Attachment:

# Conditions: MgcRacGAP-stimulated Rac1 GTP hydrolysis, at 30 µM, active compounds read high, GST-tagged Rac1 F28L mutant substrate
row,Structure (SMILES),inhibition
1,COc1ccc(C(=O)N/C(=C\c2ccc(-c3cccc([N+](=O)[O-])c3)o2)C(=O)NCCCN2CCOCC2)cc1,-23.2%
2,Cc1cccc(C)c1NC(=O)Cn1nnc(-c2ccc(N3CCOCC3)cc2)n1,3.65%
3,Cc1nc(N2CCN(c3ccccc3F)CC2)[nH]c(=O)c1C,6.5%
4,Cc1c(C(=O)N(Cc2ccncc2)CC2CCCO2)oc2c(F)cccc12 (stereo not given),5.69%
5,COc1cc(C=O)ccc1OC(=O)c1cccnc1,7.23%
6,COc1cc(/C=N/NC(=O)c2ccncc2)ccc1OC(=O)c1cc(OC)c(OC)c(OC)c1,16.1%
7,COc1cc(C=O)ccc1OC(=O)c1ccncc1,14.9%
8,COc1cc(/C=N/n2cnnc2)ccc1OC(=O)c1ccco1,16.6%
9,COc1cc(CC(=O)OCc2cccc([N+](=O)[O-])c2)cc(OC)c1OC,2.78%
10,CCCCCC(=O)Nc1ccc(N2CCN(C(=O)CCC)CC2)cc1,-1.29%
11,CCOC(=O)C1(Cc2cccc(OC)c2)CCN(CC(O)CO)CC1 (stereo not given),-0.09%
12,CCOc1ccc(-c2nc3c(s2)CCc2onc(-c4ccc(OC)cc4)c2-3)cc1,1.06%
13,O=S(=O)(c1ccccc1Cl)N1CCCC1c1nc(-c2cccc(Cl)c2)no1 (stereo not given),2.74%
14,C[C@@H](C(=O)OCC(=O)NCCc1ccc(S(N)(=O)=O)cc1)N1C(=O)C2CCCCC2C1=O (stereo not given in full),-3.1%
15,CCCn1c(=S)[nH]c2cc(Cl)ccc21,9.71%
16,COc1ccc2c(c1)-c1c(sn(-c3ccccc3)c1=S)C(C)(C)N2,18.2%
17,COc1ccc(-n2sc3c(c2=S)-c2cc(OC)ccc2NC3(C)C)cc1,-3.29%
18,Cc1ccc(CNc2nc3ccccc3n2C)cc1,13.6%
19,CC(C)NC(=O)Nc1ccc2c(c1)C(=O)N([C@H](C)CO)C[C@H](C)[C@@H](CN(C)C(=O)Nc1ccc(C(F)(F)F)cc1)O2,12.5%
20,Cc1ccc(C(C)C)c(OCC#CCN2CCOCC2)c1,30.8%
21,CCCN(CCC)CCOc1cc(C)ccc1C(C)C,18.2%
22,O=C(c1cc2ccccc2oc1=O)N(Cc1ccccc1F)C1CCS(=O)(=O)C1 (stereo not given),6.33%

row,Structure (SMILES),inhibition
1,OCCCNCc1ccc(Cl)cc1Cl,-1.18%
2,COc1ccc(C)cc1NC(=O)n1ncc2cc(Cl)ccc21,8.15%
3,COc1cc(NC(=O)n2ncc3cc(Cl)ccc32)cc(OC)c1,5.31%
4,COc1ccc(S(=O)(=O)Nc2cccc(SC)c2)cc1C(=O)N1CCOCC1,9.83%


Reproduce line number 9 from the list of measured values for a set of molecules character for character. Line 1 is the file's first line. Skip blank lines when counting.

7,COc1cc(C=O)ccc1OC(=O)c1ccncc1,14.9%